The Wisconsin DNR Mercer Ranger Station has loaned the library part of its collection of vintage fire prevention posters for a display in July and August. Visitors are invited to stop by during normal library hours to see the display of 12 Smokey Bear posters along with Mercer’s original Smokey Bear costume head and photos telling the story of Mercer’s role in creating a ‘real walking and talking’ Smokey Bear to teach children about wildfire prevention.
The display also includes images of Wisconsin’s unofficial fire prevention mascot, Torchy Timberloss. According to a post by the Wisconsin DNR, Torchy was originally created by Harry Allman, a draftsman with the Protection Headquarters in Tomahawk. He was never formally adopted as a fire prevention mascot, but appeared on posters, in publications, and on fire control hard hats.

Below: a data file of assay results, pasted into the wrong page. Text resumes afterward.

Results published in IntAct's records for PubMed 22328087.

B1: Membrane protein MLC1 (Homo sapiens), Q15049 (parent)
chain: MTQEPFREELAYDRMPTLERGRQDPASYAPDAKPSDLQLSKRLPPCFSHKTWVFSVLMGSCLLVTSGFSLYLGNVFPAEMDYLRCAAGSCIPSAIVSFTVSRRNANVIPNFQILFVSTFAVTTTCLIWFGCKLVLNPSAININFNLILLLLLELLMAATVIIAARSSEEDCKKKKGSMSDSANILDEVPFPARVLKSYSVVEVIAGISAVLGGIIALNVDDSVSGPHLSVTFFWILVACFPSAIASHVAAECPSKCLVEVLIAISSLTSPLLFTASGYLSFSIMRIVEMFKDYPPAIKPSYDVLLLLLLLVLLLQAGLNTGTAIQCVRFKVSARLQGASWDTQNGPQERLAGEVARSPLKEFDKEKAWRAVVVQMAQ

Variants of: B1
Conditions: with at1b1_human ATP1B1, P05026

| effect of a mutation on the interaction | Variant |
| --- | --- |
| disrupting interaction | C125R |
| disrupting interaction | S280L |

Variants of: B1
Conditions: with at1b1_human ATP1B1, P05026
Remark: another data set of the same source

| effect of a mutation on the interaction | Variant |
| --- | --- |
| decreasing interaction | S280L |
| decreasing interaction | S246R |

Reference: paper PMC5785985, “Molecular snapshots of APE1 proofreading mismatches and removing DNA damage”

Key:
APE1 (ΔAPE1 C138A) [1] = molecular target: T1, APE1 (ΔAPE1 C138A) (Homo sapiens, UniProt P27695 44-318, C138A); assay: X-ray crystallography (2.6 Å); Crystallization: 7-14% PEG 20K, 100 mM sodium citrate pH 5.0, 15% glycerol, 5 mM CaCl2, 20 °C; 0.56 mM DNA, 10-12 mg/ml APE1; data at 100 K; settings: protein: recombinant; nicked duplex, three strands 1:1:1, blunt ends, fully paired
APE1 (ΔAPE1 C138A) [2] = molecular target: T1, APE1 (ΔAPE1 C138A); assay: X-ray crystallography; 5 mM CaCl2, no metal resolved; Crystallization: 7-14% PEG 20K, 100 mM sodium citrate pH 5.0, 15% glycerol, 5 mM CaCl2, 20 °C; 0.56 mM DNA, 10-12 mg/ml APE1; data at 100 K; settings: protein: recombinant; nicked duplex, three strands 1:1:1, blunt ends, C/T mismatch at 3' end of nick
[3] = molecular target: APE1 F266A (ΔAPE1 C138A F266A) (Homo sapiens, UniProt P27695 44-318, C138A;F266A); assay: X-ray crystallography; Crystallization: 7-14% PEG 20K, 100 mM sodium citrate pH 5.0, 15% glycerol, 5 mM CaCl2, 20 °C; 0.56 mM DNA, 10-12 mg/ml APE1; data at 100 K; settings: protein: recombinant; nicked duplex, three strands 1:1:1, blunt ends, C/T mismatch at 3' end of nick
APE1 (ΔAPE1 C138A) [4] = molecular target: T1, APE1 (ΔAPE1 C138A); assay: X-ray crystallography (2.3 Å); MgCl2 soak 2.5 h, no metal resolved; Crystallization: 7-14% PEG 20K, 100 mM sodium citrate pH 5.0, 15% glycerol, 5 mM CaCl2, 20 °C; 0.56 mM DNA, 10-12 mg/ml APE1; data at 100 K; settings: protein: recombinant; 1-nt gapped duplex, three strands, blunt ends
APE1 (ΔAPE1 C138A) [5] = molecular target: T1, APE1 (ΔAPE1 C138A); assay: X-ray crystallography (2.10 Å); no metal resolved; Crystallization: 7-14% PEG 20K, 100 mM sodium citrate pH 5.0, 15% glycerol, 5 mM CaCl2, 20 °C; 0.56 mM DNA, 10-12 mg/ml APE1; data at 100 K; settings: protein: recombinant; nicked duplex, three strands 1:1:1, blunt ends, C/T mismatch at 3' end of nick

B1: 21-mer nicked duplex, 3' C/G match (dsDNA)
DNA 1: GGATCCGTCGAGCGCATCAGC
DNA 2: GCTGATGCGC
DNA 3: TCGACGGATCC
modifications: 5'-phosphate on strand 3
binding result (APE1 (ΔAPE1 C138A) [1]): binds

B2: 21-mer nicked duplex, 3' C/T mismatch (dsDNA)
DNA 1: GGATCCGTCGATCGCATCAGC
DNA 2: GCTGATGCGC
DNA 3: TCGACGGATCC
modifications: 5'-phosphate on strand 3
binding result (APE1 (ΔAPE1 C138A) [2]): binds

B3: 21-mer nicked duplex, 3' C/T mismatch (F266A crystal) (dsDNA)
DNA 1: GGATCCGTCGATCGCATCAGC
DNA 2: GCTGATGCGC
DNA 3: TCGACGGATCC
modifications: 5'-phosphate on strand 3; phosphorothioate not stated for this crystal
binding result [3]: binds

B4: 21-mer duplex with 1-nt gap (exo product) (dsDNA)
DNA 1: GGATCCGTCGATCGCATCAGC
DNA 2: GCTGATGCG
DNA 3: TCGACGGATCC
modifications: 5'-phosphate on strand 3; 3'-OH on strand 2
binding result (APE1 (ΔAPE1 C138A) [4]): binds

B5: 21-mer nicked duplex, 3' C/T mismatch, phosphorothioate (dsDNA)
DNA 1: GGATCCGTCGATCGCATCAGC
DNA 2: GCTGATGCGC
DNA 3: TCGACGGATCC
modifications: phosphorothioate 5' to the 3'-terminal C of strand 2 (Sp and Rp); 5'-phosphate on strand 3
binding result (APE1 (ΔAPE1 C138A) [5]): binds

Mercer’s role in Smokey Bear’s history was explored by Mercer School students John Klopatek and Heather Cihak in their 2012 book, Smokey’s First Steps. Mercer residents and employees of the Wisconsin Conservation Department were the first to create a Smokey Bear costume that brought this important fire prevention symbol to life. The Milwaukee Journal Sentinel also shared Mercer’s role in Smokey’s history in an article from the August 4, 2019, edition, 75 Years of Smokey.
The display will be available to view during normal library hours through August 2019.